Things To Know About Analysis Services Server Properties
In most sites I’ve been working at, developing Analysis Services solutions, most people were treating the Analysis Services server as a black box. Unlike the Database Engine, where DBAs knew their way around server and database settings and how to configure server properties in order to achieve high performing databases and applications, with Analysis Services it is usually not the case. In this article (and in future articles) I’ll try to shed some light on some important Analysis Services server properties that you can, as an Analysis Services administrator, tweak and fine-tune to get your Analysis Services engine running faster.
Memory utilization is one of the first things you need to look into when you configure your Analysis Services server and this is indeed one of the most important settings in Analysis Services. Firstly, in order to capitalize on the total amount of memory installed on the server, you need to carefully consider whether you want to share the machine Analysis Services resides on with other servers and/or applications. Analysis Services is a major consumer of memory and if you can, try your best to keep it on a standalone box without competition for memory from other consumers.
There are two basic memory related server properties in Analysis Services: the “MemoryLowMemoryLimit” and the “MemoryTotalMemoryLimit”. For each of these properties, if you set their value to anything under 100, Analysis Services will treat the value in percentage terms (i.e. if you set it to 80, it means 80% of available memory on the box). These two settings are not absolute limits for the engine. Analysis Services can definitely operate below its “low limit” and above its “total limit”. However, these properties mark the “memory working range” for Analysis Services, and by evaluating current memory consumption to these benchmarks, Analysis Services can better handle its operations. For example, if Analysis Services uses less than its “low limit” threshold, then the engine “knows” that there is no memory pressure at all and it can continue to cache data, result sets and use memory for processing objects. If Analysis Services uses memory between the two thresholds, then Analysis Services realizes that some memory pressure exists and it needs to start clearing objects from cache, where and when it can do so. If Analysis Services is using memory above the “Total limit” threshold, then it starts clearing its cache continuously, until it uses less than the “Total limit” threshold defined. When Analysis Services needs to consume more than its “Total limit” threshold for processing Analysis Services objects, it will also start using disk as an alternative to memory, an action that hinders performance greatly as well.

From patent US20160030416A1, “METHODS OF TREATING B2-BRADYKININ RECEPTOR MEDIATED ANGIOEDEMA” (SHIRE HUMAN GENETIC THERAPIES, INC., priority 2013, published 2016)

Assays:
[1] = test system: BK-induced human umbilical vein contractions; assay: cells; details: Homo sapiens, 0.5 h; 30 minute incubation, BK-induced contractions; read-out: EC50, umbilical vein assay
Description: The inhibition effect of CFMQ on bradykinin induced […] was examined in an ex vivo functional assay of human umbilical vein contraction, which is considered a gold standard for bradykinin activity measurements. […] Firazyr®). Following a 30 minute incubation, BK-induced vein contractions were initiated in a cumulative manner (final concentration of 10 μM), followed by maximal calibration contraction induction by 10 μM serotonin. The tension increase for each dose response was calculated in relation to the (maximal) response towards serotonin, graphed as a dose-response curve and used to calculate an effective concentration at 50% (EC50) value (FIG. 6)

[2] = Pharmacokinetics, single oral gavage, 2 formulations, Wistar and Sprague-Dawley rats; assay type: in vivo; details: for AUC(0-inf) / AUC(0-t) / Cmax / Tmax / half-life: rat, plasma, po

So, how would you know if there is memory pressure on your Analysis Services box? You can use Performance Monitor counters to track memory consumption using the “Memory Usage KB” counter. Identifying timeframes where Analysis Services consumed more than its “Low Limit” threshold and above its “Total Limit” threshold.
So far we have identifier the so-called general memory settings for an Analysis Services server. There are operations-specific memory settings as well, which definitely worth mentioning as well. When Analysis Services processes objects (dimensions, partitions and aggregations) it uses memory. The server property “OLAPProcessBufferMemoryLimit” controls the amount of memory Analysis Services can use to cache data while processing Analysis Services objects. Its value is also defined in percentage terms from 0 to 100. The following server properties control the amount of memory Analysis Services can use to calculate aggregations: “OLAPProcessAggregationMemoryLimitMax” and “OLAPProcessAggregationMemoryLimitMin”.
In order to identify memory pressure when calculating aggregations, you need to monitor the “Proc AggregationsTemp file bytes written/sec” Performance Monitor counter. If this counter shows any activity during aggregation calculation, it means that Analysis Services does not hold sufficient memory to calculate the aggregations in memory and uses disk as an alternative storage and calculation space.
Memory is an important resource for Analysis Services and needs to be configured and monitored continuously in an Analysis Services environment. Proper configuration can boost the engine’s performance, reduce processing and querying time and greatly enhance the end-user overall experience.